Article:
Glaucoma Detection: There's a Lens for That
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Glaucoma detection: There's a lens for that

November 18, 2013

BY: Holly Johnson

According to the World Health Organization, glaucoma is the second-leading cause of blindness in the world. Although the disease is somewhat of a mystery to doctors, it is believed that glaucoma develops due to raised pressure in the eye until, at a certain point, it branches off into a cluster of conditions that slowly lead to blindness over time. It's a silent assailant, often going undiscovered for long periods of time, as symptoms can be subtle and hard to spot. Patients who suffer from open-angle glaucoma, the most common form of the ailment, often experience the effects of the disease with virtually no pain or pressure. Because of this, the Glaucoma Research Foundation estimates that an estimated 2.2 million Americans have glaucoma yet only about half know it. However, new developments in contact lens technology could lead to a major breakthrough in the identification and treatment of this troublesome eye condition.

A problematic condition for doctors

For years, the study and treatment of glaucoma has been an uphill battle, but why? According to James Brandt, a professor of ophthalmology at UC Davis, glaucoma has proved difficult to monitor due to its location in the eye.

"It's very different from situations like cardiac disease or diabetes, where patients can wear devices that measure heart rate or blood pressure 24 hours a day for a week or more to get a better idea of what's going on," Brandt said to IO9, an online publication covering the future of science. "We don't have that for glaucoma, and that's one of the biggest clinical frustrations we have."

Until recently, the only source for diagnosis and treatment has been the study of snapshots taken during routine doctor visits. As MIT Technology Review noted, this method has provided doctors with very little insight into the disease since glaucoma symptoms can change drastically from one hour to the next.

Glaucoma-monitoring contact lenses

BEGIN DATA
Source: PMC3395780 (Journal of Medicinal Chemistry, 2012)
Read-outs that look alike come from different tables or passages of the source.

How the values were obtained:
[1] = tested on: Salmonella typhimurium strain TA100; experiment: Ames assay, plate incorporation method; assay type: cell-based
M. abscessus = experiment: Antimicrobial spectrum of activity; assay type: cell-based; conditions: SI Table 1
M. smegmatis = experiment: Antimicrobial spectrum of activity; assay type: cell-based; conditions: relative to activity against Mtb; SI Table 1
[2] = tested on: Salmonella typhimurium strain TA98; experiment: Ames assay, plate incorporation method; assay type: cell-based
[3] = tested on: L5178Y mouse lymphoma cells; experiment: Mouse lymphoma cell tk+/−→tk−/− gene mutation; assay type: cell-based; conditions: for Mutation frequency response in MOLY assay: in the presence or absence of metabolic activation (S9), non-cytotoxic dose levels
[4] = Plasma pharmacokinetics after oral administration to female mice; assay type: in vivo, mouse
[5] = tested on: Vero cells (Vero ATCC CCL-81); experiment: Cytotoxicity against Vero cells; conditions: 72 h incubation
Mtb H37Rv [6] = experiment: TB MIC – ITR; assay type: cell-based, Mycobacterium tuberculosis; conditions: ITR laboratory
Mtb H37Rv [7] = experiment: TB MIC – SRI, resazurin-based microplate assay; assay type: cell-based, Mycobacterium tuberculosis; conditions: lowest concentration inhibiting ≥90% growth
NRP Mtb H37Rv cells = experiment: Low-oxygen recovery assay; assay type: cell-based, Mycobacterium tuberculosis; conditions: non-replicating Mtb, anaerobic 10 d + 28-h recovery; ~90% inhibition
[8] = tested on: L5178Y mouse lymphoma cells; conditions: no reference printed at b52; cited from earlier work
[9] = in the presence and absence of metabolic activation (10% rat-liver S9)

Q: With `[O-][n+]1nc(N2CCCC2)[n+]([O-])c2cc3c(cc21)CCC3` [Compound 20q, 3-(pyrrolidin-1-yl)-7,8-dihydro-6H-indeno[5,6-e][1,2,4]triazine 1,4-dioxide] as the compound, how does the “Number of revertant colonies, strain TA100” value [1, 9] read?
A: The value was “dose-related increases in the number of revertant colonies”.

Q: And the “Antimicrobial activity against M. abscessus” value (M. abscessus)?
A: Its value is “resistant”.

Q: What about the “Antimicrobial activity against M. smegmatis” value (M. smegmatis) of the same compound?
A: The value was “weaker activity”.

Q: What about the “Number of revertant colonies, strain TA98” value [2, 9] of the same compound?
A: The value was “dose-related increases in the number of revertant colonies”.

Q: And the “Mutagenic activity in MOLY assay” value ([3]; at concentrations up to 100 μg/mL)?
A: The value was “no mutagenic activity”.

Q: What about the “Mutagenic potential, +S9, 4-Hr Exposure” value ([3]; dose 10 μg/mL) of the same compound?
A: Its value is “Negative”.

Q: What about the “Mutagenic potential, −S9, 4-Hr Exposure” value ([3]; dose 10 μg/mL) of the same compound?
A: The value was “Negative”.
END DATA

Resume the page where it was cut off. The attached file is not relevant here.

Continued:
Fortunately, modern medicine has begun to provide some high-tech solutions for glaucoma patients who may be running out of time. One of the latest breakthroughs in glaucoma research comes in the form of a contact lens that monitors glaucoma symptoms around the clock. Tingrui Pan and Hailin Cong, researchers at UC Davis, designed one of the first prototypes of the lens, with plans for another model that can dispense medication directly to the eye as well. The lens takes a two-pronged approach to glaucoma symptom identification and monitoring. First, it measures intraocular pressure, which is the main cause of glaucoma and its symptoms. Secondly, the lenses are outfitted with a means for correspondence, and the ability to send the collected data to a computer for processing.

In the meantime, a similar product has been developed by Swiss company Sensimed. Its "Triggerfish" contact lens system works similarly to the UC Davis model, with the ability to wirelessly transmit collected data to a receiver worn around the patient's neck. The Triggerfish lens is made of the same material as normal contact lenses, then embedded with a microprocessor and strain gauge that can detect fluid accumulation in the eye.

New hope for glaucoma patients

The new technology can provide a new weapon in the study, treatment and prevention of glaucoma. Doctors now have the opportunity to track changes in glaucoma symptoms at any hour of the day or night. Kaweh Mansouri, an ophthalmologist at University Hospital in Geneva, uses the Sensimed system to study intraocular pressure changes and tailor medication regimens to his patients. "For the first time, we were able to look into the darkness of glaucoma, and we saw things happening during the night that were surprising," said Mansouri to MIT Technology Review. In an interview with MedGadget earlier this year, Sensimed's Chief Medical Officer, Dr. René Goedkoop, revealed that the Triggerfish lens is still in a restricted commercial stage, but believes it should be more widely available in 2014.


"Contact Lenses of the Future Will Treat Your Eye Diseases," IO9, Aug. 7, 2008,

"Glaucoma Facts and Stats," Glaucoma Research Foundation, April 22, 2013,

"Glaucoma is second leading cause of blindness globally," World Health Organization, Nov. 4, 2004,

"Glaucoma Test in a Contact Lens," MIT Technology Review, March 31, 2010,

"Sensor-Equipped Contact Lens Monitors Glaucoma Symptoms Around the Clock," Popular Science, March 31, 2010,

"Smart, Continuous Monitoring of Intra-Ocular Pressure with Triggerfish Contact Lens: Q&A with René Goedkoop, CMO of Sensimed," MedGadget, July 29, 2013,